A well-known cartoon shows two dogs in front of a computer. The caption reads, “On the Internet, nobody knows you’re a dog.”
While the cartoon is amusing, the reality is not: The inherent anonymity of the Internet has fostered a number of questionable advertising and marketing practices, such as unsolicited email spam. Over the past decade, federal and state governments have passed advertising laws that protect consumer privacy and ensure fair and truthful advertising practices online.
If you plan to advertise online — whether you’re buying ads on search engines or direct marketing through email — you’ll need to understand some basic rules. Go to these resources to learn more.
Discusses the applicability of federal advertising laws to Internet advertising and marketing.
Describes information businesses should consider as they develop online ads to ensure that they comply with the law.
Details the CAN-SPAM Act of 2003 (Controlling the Assault of Non-Solicited Pornography and Marketing Act), which establishes requirements for those who send commercial email. It also spells out penalties for spammers and companies whose products are advertised in spam if they violate the law, and gives consumers the right to ask emailers to stop spamming them. Commercial email messages must include: notice that the message is an advertisement or solicitation, an opt-out notice, and a valid postal address of the sender. CAN-SPAM also prohibits falsification of transmission information and deceptive subject headings. The Act creates criminal prohibitions against those who knowingly transmit spam through others’ computers without authorization. The Federal Trade Commission may also pursue individuals who knowingly hire others to send deceptive spam.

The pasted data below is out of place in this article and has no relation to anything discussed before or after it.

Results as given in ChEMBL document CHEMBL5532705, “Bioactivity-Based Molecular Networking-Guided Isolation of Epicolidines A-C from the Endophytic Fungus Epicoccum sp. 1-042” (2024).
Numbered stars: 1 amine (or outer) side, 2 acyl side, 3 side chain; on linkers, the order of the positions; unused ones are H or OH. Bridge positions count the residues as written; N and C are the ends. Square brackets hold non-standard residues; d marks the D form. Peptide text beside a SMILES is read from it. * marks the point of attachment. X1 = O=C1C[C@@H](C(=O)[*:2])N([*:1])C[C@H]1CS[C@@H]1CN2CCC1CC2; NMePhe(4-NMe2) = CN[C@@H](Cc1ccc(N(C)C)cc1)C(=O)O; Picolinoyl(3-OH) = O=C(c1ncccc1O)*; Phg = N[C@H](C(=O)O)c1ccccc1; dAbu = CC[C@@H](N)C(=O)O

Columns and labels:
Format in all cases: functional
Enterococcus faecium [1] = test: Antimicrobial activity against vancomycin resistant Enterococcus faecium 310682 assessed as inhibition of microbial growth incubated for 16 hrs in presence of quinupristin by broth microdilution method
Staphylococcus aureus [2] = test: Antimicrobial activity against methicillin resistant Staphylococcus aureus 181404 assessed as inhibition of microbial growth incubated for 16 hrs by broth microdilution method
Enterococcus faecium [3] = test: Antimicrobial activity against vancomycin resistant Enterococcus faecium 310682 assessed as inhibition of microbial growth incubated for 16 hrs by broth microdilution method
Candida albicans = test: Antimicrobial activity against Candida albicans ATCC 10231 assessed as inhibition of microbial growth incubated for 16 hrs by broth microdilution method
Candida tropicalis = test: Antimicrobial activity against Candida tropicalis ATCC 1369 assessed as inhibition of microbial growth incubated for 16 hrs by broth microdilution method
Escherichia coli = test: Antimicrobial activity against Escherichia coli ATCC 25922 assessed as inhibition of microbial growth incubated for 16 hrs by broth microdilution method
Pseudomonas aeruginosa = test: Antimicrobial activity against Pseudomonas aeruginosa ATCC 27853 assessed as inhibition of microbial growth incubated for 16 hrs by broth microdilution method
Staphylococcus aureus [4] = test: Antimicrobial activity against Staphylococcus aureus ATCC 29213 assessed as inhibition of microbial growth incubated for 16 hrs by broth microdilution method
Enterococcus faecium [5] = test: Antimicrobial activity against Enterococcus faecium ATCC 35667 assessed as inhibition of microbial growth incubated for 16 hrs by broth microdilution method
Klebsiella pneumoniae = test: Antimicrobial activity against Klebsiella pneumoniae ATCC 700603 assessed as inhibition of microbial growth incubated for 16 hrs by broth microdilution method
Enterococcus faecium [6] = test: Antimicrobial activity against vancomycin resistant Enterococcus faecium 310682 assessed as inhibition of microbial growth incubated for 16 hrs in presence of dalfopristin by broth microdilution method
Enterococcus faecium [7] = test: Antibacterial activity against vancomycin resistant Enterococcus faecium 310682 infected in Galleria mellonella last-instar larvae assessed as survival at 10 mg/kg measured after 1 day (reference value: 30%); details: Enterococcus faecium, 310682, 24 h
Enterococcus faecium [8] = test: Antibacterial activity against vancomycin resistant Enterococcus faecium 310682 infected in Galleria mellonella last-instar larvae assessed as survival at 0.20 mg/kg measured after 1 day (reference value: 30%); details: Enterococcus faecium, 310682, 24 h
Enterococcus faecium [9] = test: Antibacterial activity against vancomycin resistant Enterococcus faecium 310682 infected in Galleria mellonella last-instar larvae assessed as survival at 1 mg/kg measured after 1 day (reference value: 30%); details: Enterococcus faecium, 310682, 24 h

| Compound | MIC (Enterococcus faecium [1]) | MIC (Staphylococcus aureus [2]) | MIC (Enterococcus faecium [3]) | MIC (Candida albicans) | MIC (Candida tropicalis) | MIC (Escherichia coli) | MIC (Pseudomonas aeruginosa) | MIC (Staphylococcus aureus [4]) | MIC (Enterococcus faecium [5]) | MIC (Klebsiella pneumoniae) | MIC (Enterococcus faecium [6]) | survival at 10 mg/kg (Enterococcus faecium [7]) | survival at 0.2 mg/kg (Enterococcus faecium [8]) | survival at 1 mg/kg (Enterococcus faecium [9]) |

“Remove Me” Responses and Responsibilities
Explains the truthful requirements for claims that you make in any advertisement for your products or services, including those sent by email. This means that you must honor any promises you make to remove consumers from email mailing lists.When working with a company or individual to provide online adverting services, you basically have three choices:
1) A company trying to be “the next Google” or who has “found a way around Google”
2) A small company or individual who works on a “do-it-yourself” type basis
3) A company with the stature and clout to partner with Google,as well as Yahoo and Bing” (plus their own proprietary platforms would be good too!)
Please don’t experiment with your investment. The “testing” should already have been done before you spend a dime. Wait until “the next big thing” is ACTUALLY THE Next Big Thing!
If you’d like more info or have any requests or questions for my next message, please just call or e-mail me